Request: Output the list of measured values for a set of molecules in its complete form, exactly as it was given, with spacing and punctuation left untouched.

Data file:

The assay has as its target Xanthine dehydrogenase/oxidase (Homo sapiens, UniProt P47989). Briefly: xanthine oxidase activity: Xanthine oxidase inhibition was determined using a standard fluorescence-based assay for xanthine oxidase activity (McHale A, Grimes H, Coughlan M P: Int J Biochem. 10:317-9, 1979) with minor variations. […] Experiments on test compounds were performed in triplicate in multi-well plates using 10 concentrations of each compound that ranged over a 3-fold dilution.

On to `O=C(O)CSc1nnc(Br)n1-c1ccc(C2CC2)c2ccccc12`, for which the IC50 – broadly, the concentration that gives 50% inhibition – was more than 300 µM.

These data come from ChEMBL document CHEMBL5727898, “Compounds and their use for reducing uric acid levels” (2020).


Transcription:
The assay has as its target Xanthine dehydrogenase/oxidase (Homo sapiens, UniProt P47989). Briefly: xanthine oxidase activity: Xanthine oxidase inhibition was determined using a standard fluorescence-based assay for xanthine oxidase activity (McHale A, Grimes H, Coughlan M P: Int J Biochem. 10:317-9, 1979) with minor variations. […] Experiments on test compounds were performed in triplicate in multi-well plates using 10 concentrations of each compound that ranged over a 3-fold dilution.

On to `O=C(O)CSc1nnc(Br)n1-c1ccc(C2CC2)c2ccccc12`, for which the IC50 – broadly, the concentration that gives 50% inhibition – was more than 300 µM.

These data come from ChEMBL document CHEMBL5727898, “Compounds and their use for reducing uric acid levels” (2020).